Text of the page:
Eccentricity Forcing and Preconditioning of the Super Interglacials
Abstract:Global climate during Quaternary and Late Pliocene (present–3.1 Ma) is characterized by alternating glacial and interglacial conditions. Several proposed theories associate these cycles with variations in the Earth’s orbital configuration. There is geological evidence of obliquity forcing of the glacial-interglacial cycles during the Late Pliocene/Early Pleistocene (41 kyr world), which stands in sharp contrast to the primary cyclicity of insolation at precessional periods (23 kyr). Here we compare proposed theories of two separate studies that attempt to explain this anomaly (Huybers 2006 & Raymo et al. 2006). Huybers proposed that glacial cycles are driven by the total integrated summer insolation, which varies at the obliquity period and is thus consistent with the glacial records. Raymo proposed that glacial cycles are driven by summer insolation at precessional periods, but hemispheric responses are out-of-phase, thus global proxies do not record the precession signal.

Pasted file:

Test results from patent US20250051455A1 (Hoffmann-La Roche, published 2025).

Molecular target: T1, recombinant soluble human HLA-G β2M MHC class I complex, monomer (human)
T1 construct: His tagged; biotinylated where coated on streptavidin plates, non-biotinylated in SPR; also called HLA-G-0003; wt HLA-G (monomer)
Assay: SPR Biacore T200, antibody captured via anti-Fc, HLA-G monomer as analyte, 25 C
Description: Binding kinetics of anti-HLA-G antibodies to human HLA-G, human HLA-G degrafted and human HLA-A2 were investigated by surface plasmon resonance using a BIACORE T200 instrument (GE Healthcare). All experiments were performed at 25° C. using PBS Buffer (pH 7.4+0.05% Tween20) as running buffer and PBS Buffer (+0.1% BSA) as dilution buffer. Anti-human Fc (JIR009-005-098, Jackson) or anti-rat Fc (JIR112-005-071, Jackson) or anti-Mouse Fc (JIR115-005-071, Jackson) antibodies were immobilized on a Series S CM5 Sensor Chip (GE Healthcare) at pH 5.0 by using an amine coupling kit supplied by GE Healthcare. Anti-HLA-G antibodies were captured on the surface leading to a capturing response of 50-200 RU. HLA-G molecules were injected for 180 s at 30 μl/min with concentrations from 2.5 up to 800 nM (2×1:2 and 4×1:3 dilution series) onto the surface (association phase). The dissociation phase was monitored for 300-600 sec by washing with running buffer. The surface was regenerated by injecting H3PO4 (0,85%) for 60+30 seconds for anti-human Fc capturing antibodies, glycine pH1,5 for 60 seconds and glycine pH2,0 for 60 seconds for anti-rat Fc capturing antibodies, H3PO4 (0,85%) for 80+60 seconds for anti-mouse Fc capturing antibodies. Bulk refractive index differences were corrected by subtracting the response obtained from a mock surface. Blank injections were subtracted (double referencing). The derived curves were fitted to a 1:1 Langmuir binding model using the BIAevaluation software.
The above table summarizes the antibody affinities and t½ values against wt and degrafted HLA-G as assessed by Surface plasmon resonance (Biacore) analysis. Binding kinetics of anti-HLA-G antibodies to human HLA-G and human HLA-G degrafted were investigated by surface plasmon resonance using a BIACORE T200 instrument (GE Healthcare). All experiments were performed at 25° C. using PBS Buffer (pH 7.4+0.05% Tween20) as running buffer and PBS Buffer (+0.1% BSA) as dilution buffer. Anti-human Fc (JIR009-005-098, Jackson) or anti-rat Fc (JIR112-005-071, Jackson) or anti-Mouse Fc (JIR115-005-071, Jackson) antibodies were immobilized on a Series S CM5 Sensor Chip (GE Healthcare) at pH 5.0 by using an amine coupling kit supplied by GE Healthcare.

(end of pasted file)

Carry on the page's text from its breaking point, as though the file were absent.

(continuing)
Using a metric for the total integrated insolation, we study how obliquity and precession affects Northern and Southern hemisphere glaciation-deglaciation. We carried out a series of GCM simulations using a range of obliquity and precessional forcings. By repeating the experiment at different eccentricities, the obliquity and precessional response of both hemispheres was studied. Model results show obliquity response between hemispheres is in-phase at all eccentricities and precessional response is out-of-phase at high eccentricities. At low eccentricities (<0.015), the precessional response on the summer metric is negligible. We suggest that at eccentricities less that 0.015, glaciation-deglaciation processes occur concurrently in both hemispheres and are primarily forced by obliquity. This has important implications for the forcing of super interglacials (MIS 9, 11, 31 etc.). Indeed, it has been observed statistically that most super interglacials are forced by extreme low eccentricities, albeit with a lag of ~53ka. We explore how these low eccentricity conditions may have preconditioned the polar regions to produce a large response during some interglacials.